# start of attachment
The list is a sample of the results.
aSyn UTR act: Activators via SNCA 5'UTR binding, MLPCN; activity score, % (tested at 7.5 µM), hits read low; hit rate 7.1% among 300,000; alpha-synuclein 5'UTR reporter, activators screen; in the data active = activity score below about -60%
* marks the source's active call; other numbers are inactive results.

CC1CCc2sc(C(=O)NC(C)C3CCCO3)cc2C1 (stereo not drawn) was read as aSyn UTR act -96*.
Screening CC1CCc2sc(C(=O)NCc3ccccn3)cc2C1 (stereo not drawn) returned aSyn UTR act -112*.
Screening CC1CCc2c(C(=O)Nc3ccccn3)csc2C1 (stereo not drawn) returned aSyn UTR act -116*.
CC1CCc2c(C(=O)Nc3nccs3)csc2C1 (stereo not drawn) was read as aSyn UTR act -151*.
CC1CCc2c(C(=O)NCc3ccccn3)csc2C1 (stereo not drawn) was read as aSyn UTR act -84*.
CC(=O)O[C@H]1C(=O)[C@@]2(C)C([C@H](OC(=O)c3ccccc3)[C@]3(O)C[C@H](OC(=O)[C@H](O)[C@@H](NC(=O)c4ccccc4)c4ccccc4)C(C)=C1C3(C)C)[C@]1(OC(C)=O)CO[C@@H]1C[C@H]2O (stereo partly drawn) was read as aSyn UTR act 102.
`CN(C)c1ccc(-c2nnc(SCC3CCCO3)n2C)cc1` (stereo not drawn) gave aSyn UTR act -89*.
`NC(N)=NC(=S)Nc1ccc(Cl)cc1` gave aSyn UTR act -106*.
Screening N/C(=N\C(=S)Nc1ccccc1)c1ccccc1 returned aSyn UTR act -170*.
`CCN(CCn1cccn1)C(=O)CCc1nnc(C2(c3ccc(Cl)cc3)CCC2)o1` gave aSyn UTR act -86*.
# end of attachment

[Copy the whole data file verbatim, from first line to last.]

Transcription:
The list is a sample of the results.
aSyn UTR act: Activators via SNCA 5'UTR binding, MLPCN; activity score, % (tested at 7.5 µM), hits read low; hit rate 7.1% among 300,000; alpha-synuclein 5'UTR reporter, activators screen; in the data active = activity score below about -60%
* marks the source's active call; other numbers are inactive results.

CC1CCc2sc(C(=O)NC(C)C3CCCO3)cc2C1 (stereo not drawn) was read as aSyn UTR act -96*.
Screening CC1CCc2sc(C(=O)NCc3ccccn3)cc2C1 (stereo not drawn) returned aSyn UTR act -112*.
Screening CC1CCc2c(C(=O)Nc3ccccn3)csc2C1 (stereo not drawn) returned aSyn UTR act -116*.
CC1CCc2c(C(=O)Nc3nccs3)csc2C1 (stereo not drawn) was read as aSyn UTR act -151*.
CC1CCc2c(C(=O)NCc3ccccn3)csc2C1 (stereo not drawn) was read as aSyn UTR act -84*.
CC(=O)O[C@H]1C(=O)[C@@]2(C)C([C@H](OC(=O)c3ccccc3)[C@]3(O)C[C@H](OC(=O)[C@H](O)[C@@H](NC(=O)c4ccccc4)c4ccccc4)C(C)=C1C3(C)C)[C@]1(OC(C)=O)CO[C@@H]1C[C@H]2O (stereo partly drawn) was read as aSyn UTR act 102.
`CN(C)c1ccc(-c2nnc(SCC3CCCO3)n2C)cc1` (stereo not drawn) gave aSyn UTR act -89*.
`NC(N)=NC(=S)Nc1ccc(Cl)cc1` gave aSyn UTR act -106*.
Screening N/C(=N\C(=S)Nc1ccccc1)c1ccccc1 returned aSyn UTR act -170*.
`CCN(CCn1cccn1)C(=O)CCc1nnc(C2(c3ccc(Cl)cc3)CCC2)o1` gave aSyn UTR act -86*.